Score 5/10: This is an under-appreciated aspect of UK national digital policy and the government has it only half right. Too much emphasis is placed on finance and 'hard' factors like office space rather than the softer but critical support aspects of growing a business. Some of the major tech firms in world started in their founder's garages. At the critical time when they were formulating their initial propositions they didn't need an 'office' - they needed any space where they could think and collaborate. The number of companies newly registered at Companies House may well be at record levels but the percentage of these that register for VAT is lamentably small which indicates turnovers don't meet the VAT threshold and are either dormant or one person operations. To reach an enterprise growth tipping point, UK start-ups must scale.
Force No 4: Avoids Form over Substance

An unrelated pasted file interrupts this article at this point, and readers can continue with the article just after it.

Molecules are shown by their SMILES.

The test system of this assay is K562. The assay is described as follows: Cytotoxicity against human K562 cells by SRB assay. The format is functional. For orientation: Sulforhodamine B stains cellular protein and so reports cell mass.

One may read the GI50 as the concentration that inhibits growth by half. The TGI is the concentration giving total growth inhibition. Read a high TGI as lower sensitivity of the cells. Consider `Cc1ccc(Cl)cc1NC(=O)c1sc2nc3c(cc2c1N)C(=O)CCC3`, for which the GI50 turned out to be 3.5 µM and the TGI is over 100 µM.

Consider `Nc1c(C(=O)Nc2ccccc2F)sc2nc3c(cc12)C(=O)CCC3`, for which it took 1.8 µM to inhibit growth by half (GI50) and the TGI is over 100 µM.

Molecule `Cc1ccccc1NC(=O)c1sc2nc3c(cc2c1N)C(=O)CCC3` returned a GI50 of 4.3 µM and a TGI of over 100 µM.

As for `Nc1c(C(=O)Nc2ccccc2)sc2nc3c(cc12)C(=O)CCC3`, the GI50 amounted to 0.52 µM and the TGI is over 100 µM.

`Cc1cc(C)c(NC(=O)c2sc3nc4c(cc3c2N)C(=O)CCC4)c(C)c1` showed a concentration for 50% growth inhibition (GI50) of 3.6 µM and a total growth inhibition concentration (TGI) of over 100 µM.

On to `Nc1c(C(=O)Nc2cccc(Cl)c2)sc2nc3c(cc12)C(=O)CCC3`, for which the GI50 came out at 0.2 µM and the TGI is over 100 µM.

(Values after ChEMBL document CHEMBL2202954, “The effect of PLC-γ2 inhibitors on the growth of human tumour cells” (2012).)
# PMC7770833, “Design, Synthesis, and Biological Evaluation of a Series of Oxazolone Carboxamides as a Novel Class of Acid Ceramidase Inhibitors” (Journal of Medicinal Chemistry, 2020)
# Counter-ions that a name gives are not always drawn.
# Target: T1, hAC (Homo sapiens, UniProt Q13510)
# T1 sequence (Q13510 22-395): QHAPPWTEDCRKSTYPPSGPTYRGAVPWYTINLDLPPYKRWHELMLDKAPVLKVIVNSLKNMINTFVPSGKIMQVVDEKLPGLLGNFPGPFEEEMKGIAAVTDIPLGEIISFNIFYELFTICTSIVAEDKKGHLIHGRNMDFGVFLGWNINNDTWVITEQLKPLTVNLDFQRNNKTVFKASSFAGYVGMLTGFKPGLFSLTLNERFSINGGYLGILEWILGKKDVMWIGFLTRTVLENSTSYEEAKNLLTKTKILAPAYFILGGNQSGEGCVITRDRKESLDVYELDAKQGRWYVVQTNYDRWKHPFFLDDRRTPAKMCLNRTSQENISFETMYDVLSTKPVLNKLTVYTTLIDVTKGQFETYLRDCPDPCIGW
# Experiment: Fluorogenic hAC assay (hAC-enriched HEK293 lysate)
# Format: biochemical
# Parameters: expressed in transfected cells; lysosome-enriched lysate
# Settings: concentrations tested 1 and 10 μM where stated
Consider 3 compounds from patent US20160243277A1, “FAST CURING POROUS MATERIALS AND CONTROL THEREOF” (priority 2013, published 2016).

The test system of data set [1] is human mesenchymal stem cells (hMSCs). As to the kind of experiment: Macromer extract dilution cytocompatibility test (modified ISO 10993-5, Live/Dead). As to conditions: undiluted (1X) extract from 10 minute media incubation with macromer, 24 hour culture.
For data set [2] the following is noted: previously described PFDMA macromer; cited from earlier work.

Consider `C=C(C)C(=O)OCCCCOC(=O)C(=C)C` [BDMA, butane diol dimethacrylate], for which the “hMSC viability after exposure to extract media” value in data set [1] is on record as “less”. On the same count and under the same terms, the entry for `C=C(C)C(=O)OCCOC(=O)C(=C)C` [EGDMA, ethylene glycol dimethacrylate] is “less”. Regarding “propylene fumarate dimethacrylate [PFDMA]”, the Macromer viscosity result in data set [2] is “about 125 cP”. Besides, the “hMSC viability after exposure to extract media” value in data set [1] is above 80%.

By its very nature crafting a UK digital policy is a political process. Vested interests have to be assuaged and coalitions formed. Yet this should not mean that form triumphs over substance. Neither, because the digital universe tends to be governed by short form communication (140 characters the norm?), does good public relations act as a substitute for well thoughtout policy. The Labour Party's decision to support London Black cabs against the sharing economy Uber App is a case in point. Suppose this world changing Internet start-up was started in Britain as a result of UK digital policy. Would the Labour Party still feel the same way? One of the best ways that digital policy can help start-ups scale is to offer them operational gateways to resources that can achieve this. Linking up with low cost 'coding locations' in other countries (Hyderabad? Belarus?) can help UK start-ups follow well-trodden paths to turn their intentions into reality.